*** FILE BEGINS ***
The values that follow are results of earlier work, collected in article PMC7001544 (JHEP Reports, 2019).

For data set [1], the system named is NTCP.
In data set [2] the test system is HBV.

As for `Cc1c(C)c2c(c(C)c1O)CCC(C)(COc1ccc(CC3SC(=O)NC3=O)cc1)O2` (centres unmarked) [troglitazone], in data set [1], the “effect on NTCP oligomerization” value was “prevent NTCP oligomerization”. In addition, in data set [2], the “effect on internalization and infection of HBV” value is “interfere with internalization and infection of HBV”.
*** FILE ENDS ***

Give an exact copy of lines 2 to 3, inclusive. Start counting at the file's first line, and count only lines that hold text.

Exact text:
For data set [1], the system named is NTCP.
In data set [2] the test system is HBV.